Embracing comedy to change behaviour

By Mat Crompton, Strategy Director at Icon Agency

Comedy has been used as a key tool to change people’s attitudes and behaviours in communications and marketing campaigns for decades, however little has been written about its intersection with behavioural science and behaviour change theory.

This is surprising given their shared ambition and the fact behaviour change thinking has become such a prominent part of government and institutional thinking when addressing social issues.

This article will begin exploring the use of comedy as a tool for behaviour change, looking at:

  • Using comedy to reframe the context around social issues, confirming or challenging belief structures

  • How comedy can break down barriers making it easier to establish an emotional connection

  • How making people laugh can increase message salience and recall.

Reappraising beliefs

The importance of how an issue is framed cannot be underestimated when trying to influence people’s behaviour.

Framing an issue a certain way can affect a person’s belief system, either consolidating it or inspiring them to re-appraise their current thinking. This process can happen on an individual level or a collective one – a process known as ‘social norming’.

Satirical humour has been successfully reframing issues since the days of Aristophanes – Plato’s funnier friend. Satire, often political in nature, has been used to shine light on aspects of society that are deemed to require wider discourse or critique, and has been particularly effective at simplifying complex subjects allowing them to be digested with greater ease. Critics might point to a lack of nuance or the one-sided nature of satire as a reason for increased comprehension. However, the power of increasing engagement and cognition by adding levity to a potentially dull topic can’t be denied. Satire has the ability to ‘defamiliarise the mundane’ and, in doing so, get people to question their understanding of constructs often taken for granted (Westwood & Rhoades, 2013). Studies of satirical shows in the US, such as The Daily Show, support this theory by revealing a correlation between laughter and a greater understanding of important issues, such as science, technology, the environment and global warming.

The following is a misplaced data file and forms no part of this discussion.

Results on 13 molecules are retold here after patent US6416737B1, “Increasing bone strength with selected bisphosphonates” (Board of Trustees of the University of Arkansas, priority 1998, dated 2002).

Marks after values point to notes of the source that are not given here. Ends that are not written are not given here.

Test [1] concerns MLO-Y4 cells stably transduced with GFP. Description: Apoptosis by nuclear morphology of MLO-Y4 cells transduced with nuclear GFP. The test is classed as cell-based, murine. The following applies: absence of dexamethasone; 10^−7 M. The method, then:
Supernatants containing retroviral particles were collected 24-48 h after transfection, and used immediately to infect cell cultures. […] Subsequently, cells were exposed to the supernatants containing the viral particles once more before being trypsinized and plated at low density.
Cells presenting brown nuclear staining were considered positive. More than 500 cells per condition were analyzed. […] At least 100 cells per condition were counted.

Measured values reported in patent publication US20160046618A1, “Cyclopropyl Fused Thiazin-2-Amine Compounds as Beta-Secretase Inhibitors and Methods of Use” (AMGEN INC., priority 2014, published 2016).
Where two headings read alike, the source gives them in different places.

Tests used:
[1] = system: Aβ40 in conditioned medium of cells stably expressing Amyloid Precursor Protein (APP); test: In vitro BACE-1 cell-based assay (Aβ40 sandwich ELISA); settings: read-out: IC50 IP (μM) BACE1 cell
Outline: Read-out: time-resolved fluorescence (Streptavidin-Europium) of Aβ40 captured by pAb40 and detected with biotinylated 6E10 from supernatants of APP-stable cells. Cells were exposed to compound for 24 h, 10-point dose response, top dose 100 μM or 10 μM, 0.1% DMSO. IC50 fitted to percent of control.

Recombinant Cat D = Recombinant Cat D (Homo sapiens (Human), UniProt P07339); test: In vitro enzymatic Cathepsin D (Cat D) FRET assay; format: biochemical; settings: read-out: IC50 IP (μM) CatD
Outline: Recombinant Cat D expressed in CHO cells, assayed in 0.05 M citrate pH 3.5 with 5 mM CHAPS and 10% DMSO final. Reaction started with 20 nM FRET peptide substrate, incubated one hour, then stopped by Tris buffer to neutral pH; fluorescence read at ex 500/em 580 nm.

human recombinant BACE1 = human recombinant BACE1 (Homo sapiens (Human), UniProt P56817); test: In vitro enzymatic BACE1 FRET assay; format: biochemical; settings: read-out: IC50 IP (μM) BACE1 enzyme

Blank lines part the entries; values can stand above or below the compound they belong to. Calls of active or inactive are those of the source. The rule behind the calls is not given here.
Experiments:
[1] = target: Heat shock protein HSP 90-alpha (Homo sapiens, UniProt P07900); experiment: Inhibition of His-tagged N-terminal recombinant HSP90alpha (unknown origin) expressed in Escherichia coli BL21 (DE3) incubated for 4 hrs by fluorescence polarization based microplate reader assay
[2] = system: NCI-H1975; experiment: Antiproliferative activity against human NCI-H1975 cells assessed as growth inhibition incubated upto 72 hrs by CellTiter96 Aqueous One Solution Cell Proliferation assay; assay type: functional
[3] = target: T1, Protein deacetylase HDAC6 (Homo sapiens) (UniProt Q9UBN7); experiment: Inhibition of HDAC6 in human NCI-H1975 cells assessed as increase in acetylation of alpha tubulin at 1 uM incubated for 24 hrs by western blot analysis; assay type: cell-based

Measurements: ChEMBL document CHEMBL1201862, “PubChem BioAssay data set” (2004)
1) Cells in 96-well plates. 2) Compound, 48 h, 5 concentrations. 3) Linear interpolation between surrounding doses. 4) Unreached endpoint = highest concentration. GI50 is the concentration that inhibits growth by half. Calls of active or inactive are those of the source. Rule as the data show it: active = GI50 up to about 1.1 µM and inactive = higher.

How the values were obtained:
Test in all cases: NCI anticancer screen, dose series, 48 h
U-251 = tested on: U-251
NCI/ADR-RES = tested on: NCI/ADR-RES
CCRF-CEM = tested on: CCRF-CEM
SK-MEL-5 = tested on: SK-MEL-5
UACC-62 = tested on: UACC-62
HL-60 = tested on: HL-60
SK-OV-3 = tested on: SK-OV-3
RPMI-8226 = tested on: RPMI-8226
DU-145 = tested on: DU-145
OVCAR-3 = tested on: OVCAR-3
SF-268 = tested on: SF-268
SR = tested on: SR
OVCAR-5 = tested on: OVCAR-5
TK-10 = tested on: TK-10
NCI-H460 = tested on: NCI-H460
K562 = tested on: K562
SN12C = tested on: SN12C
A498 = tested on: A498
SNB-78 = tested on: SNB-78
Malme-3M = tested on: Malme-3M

There is a flip side to this. Depending on how satire is executed, it can entrench existing beliefs rather than open people’s minds up to new ones. Malcolm Gladwell makes this point in his podcast Revisionist History. He uses another US satirical show, the Colbert Report, to demonstrate how the target of his mockery – the political far(ish) right in the US – can be emboldened by his content. Gladwell says the danger is that they don’t recognise the humour – the veiled critique – and instead simply accept what is being said as true. This is known historically as Poe’s Law. In his original statement Nathan Poe asserted, “without a winking smiley or other blatant display of humor, it is utterly impossible to parody a Creationist in such a way that someone won't mistake for the genuine article.”

Anticipating unintended consequences like this is part of designing a behaviour change campaign and can be mitigated with audience testing, to a degree. Either way, the correlation between satirical comedy and the affect it can have on people’s existing belief systems is clear. The recent astounding success of Hannah Gatsby’s Nanette is anecdotal but clear evidence of this.

Developing an emotional connection

It is widely accepted in behaviour change theory that simply providing people with information is unlikely to result in a change in behaviour.